Krebs on Security http://krebsonsecurity.com In-depth security news and investigation Thu, 31 Jul 2014 20:06:59 +0000 en-US hourly 1 http://wordpress.org/?v=3.9.1 Sandwich Chain Jimmy John’s Investigating Breach Claims http://krebsonsecurity.com/2014/07/sandwich-chain-jimmy-johns-investigating-breach-claims/ http://krebsonsecurity.com/2014/07/sandwich-chain-jimmy-johns-investigating-breach-claims/#comments Thu, 31 Jul 2014 18:42:26 +0000 http://krebsonsecurity.com/?p=27121 Sources at a growing number of financial institutions in the United States say they are tracking a pattern of fraud that indicates nationwide sandwich chain Jimmy John’s may be the latest retailer dealing with a breach involving customer credit card data. The company says it is working with authorities on an investigation.

jjohnsMultiple financial institutions tell KrebsOnSecurity that they are seeing fraud on cards that have all recently been used at Jimmy John’s locations.

Champaign, Ill.-based Jimmy John’s initially did not return calls seeking comment for two days. Today, however, a spokesperson for the company said in a short emailed statement that “Jimmy John’s is currently working with the proper authorities and investigating the situation. We will provide an update as soon as we have additional information.”

The unauthorized card activity witnessed by various financial institutions contacted by this author is tied to so-called “card-present” fraud, where the fraudsters are able to create counterfeit copies of stolen credit cards.

Beyond ATM skimmers, the most prevalent sources of card-present fraud are payment terminals in retail stores that have been compromised by malicious software. This was the case with mass compromises at previous nationwide retailers including Target, Neiman Marcus, Michaels, White LodgingP.F. Chang’s, Sally Beauty and Goodwill Industries (all breaches first reported on this blog).

According to the company’s Wikipedia page, there are more than 1,900 Jimmy John’s stores in at least 43 states. Nearly all Jimmy John’s locations (~98 percent) are franchisee-owned, meaning they are independently operated and may not depend on common information technology infrastructure.

However, multiple stores contacted by this author said they ran point-of-sale systems made by Signature Systems Inc. The company’s PDQ QSR point-of-sale product is apparently recommended as the standard payment solution for new Jimmy John’s franchise owners nationwide. Signature Systems did not immediately return calls for comment.

Reports of a possible card compromise at Jimmy John’s comes amid news that the Delaware Restaurant Association is warning its members about a new remote-access breach that appears to have been the result of compromised point-of-sale software.

Update: An earlier version of this story incorrectly stated that Jimmy John’s was based in Charleston, Ill.; rather, it was founded there. The copy above has been corrected.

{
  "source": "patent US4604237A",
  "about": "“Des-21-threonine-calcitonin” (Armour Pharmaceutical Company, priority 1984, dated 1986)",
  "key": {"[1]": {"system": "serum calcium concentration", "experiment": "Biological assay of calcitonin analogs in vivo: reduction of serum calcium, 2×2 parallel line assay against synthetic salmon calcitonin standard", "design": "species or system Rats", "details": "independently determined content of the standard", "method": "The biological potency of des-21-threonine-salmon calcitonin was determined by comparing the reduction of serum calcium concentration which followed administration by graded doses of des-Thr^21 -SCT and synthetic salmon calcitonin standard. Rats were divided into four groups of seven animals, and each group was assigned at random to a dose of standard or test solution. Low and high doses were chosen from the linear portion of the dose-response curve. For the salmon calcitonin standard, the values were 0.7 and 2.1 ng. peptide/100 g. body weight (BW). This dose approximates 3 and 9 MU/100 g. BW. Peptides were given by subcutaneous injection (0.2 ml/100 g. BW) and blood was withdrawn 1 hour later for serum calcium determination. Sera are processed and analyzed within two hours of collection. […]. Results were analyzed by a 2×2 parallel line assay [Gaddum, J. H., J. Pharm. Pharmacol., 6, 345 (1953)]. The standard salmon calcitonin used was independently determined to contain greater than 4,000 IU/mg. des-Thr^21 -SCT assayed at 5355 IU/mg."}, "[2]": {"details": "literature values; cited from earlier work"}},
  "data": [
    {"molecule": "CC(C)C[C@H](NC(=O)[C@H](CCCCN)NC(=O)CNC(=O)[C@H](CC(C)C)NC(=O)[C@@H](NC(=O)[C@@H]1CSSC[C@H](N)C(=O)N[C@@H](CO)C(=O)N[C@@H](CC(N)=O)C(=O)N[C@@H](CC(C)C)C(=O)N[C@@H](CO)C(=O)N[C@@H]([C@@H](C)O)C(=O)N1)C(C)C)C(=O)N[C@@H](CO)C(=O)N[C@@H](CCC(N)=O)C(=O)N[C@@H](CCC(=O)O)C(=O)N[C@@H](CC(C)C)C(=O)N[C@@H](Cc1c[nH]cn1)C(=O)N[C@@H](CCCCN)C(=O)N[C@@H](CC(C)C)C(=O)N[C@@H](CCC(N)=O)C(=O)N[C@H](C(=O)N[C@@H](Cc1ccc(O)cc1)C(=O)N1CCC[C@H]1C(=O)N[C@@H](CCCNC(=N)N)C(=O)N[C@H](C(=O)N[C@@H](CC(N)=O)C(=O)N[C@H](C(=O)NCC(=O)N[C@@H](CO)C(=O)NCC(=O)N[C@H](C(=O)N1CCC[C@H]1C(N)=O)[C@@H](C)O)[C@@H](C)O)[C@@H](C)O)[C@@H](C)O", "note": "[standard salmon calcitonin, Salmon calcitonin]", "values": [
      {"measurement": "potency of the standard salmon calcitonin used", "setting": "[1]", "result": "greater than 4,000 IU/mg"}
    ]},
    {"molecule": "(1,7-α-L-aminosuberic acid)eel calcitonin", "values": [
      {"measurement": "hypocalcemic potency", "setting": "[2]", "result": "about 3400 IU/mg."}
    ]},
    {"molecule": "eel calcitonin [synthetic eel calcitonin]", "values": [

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Hackers Plundered Israeli Defense Firms that Built ‘Iron Dome’ Missile Defense System http://krebsonsecurity.com/2014/07/hackers-plundered-israeli-defense-firms-that-built-iron-dome-missile-defense-system/ http://krebsonsecurity.com/2014/07/hackers-plundered-israeli-defense-firms-that-built-iron-dome-missile-defense-system/#comments Mon, 28 Jul 2014 14:08:17 +0000 http://krebsonsecurity.com/?p=26284 Three Israeli defense contractors responsible for building the “Iron Dome” missile shield currently protecting Israel from a barrage of rocket attacks were compromised by hackers and robbed of huge quantities of sensitive documents pertaining to the shield technology, KrebsOnSecurity has learned.

The never-before publicized intrusions, which occurred between 2011 and 2012, illustrate the continued challenges that defense contractors and other companies face in deterring organized cyber adversaries and preventing the theft of proprietary information.

The Iron Dome anti-missile system in operation, 2011.

A component of the ‘Iron Dome’ anti-missile system in operation, 2011.

According to Columbia, Md.-based threat intelligence firm Cyber Engineering Services Inc. (CyberESI), between Oct. 10, 2011 and August 13, 2012, attackers thought to be operating out of China hacked into the corporate networks of three top Israeli defense technology companies, including Elisra Group, Israel Aerospace Industries, and Rafael Advanced Defense Systems.

By tapping into the secret communications infrastructure set up by the hackers, CyberESI determined that the attackers exfiltrated large amounts of data from the three companies. Most of the information was intellectual property pertaining to Arrow III missiles, Unmanned Aerial Vehicles (UAVs), ballistic rockets, and other technical documents in the same fields of study.

Joseph Drissel, CyberESI’s founder and chief executive, said the nature of the exfiltrated data and the industry that these companies are involved in suggests that the Chinese hackers were looking for information related to Israel’s all-weather air defense system called Iron Dome.

The Israeli government has credited Iron Dome with intercepting approximately one-fifth of the more than 2,000 rockets that Palestinian militants have fired at Israel during the current conflict. The U.S. Congress is currently wrangling over legislation that would send more than $350 million to Israel to further development and deployment of the missile shield technology. If approved, that funding boost would make nearly $1 billion from the United States over five years for Iron Dome production, according to The Washington Post.